Cabal interface changes proposal

Duncan Coutts duncan.coutts at
Mon Nov 22 13:25:48 EST 2004

On Mon, 2004-11-22 at 10:40 +0000, Simon Marlow wrote:
> First of all, I should say that I doing see an urgent need for this.
> Packaging systems such as Debian, *BSD & Gentoo manage dependencies and
> can build multiple packages in the right order just fine, and have
> support for "collection" packages (eg. installing "kde" causes a bunch
> of sub-packages to be installed).  Introducing this functionality in
> Cabal would be redundant on these systems.  My feeling has always been
> that we shouldn't duplicate functinoality that is available in a good
> package system.
> Given that, if you really want to do this, then here are my thoughts:
> basically it would mean introducing another "layer" of packaging, albeit
> one that lives only at the Cabal level, which Haskell compilers know
> nothing of.  
> Here are some issues that initially spring to mind:
>   - Packages in this layer should be called something other than
>     packages, to avoid confusion (I'll call them shipments, for now).
>   - Should the shipment have a name of its own?
>   - Should it have a version?
>   - Presumably the packages in a shipment depend on each other.  That
>     means we need to "temporarily" install packages so we can build
> against
>     them.  This isn't something that the current package proposal really
>     supports, but I think it would be useful.

For example the gtk2hs "shipment" currently builds and registers between
2 and 5 packages (depending on whether optional dependencies are met).
We give the overall shipment a name and version but the individual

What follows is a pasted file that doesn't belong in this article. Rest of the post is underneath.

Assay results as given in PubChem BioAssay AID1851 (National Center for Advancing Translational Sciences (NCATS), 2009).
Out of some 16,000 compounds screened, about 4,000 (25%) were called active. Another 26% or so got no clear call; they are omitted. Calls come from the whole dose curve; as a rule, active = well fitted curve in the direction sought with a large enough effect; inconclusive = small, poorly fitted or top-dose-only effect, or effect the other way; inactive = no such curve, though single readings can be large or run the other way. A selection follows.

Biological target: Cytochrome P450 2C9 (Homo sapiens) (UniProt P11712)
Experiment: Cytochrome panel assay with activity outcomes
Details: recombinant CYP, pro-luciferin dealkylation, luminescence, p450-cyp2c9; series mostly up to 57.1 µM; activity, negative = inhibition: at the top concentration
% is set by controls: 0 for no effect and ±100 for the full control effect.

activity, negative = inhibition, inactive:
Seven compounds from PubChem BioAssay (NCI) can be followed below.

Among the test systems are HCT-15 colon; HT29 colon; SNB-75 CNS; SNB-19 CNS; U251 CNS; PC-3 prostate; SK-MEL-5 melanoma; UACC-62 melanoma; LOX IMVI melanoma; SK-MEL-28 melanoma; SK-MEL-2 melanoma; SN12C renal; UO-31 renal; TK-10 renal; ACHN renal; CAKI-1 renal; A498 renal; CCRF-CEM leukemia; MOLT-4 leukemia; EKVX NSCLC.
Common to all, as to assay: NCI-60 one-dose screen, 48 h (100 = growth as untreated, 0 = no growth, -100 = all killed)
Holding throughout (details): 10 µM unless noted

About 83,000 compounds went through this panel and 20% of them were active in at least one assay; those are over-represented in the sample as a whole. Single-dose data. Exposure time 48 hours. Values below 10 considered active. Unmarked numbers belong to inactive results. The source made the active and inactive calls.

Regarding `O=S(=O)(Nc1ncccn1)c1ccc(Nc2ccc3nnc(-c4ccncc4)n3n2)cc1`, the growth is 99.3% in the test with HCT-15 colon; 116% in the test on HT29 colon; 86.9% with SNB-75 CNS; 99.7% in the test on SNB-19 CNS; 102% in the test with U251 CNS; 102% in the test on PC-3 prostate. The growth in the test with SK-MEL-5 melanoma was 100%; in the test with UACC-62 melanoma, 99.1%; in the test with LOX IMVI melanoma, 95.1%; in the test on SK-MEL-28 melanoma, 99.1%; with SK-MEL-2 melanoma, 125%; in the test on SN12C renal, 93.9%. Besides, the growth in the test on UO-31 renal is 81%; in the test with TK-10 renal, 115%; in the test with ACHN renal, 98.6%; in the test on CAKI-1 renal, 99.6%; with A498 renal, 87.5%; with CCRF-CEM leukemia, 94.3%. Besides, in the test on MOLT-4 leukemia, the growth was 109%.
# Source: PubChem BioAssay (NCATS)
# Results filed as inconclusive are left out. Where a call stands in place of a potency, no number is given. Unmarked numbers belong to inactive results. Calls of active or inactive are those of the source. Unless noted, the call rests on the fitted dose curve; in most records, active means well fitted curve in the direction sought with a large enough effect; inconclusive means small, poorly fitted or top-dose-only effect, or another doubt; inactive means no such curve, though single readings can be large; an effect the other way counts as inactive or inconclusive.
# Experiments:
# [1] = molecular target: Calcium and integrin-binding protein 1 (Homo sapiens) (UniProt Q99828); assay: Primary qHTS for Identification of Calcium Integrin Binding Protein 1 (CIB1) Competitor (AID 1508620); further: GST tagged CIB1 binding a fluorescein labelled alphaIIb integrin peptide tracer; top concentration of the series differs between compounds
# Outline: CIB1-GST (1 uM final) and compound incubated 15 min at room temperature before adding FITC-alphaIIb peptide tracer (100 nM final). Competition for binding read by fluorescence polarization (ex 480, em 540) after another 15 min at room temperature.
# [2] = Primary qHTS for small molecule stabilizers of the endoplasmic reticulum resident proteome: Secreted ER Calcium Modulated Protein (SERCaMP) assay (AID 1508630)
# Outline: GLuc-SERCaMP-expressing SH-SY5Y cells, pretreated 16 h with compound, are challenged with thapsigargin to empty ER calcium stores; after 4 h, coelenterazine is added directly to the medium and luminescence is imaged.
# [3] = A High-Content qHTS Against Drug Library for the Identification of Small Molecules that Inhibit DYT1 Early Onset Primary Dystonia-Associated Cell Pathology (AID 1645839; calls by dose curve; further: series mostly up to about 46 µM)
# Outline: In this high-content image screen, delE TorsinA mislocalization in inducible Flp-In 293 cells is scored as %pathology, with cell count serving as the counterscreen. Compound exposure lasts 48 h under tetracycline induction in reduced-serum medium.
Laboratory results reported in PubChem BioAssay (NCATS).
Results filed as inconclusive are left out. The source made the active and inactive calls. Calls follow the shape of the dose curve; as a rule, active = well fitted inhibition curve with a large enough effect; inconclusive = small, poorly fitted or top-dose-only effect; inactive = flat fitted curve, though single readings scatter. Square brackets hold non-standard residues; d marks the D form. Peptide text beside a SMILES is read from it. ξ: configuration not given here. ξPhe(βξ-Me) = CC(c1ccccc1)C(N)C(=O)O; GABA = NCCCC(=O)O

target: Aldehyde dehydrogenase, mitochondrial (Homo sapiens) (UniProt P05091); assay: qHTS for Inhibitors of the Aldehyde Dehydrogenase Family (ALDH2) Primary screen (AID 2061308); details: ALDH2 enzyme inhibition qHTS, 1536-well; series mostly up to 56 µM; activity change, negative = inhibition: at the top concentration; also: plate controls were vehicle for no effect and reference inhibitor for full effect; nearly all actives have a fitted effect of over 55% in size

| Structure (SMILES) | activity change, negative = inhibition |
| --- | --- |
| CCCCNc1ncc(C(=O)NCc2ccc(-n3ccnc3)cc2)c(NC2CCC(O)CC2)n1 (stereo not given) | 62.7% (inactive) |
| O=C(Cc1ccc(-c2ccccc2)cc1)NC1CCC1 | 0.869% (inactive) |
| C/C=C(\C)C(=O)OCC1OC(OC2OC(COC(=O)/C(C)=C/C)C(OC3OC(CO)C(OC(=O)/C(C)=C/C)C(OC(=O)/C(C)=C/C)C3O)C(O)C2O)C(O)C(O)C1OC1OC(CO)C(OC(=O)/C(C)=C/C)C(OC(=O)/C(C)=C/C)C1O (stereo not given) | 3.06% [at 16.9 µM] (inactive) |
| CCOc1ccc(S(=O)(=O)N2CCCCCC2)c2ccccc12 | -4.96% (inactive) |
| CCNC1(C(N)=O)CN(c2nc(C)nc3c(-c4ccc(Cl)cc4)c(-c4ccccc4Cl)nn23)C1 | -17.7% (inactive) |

packages have no independent version (ie always the same version as the

The packages in the shipment do indeed depend on each other
(gtk and gconf depends on glib, the other packages depend on gtk) so we
do temporarily register the packages (currently using a local
package.conf file that lives in the build tree). In fact it is important
that the local package database live in the build tree since we do not
want to install any package until all of them have been built

This localpackage.conf trick is a common one. I know c2hs (and buddha if
I recall correctly) does this too.

At the distro packaging level different systems do it differently. For a
source distro like Gentoo or probably the *BSD ports systems we make
gtk2hs a single 'distro package' which has optional deps on other
packages (C libraries). On binary RPM systems like Fedora, we put each
Haskell (ghc) package in it's own rpm. They each follow the name of the
gtk2hs version (they are not independently versioned) but have different
external dependencies (on C libraries). Even in the rpm case we have one
and one .spec file that generates a handful of binary rpm files.

I'm not suggesting cabal must replicate existing behaviour, just
documenting some examples to think about.


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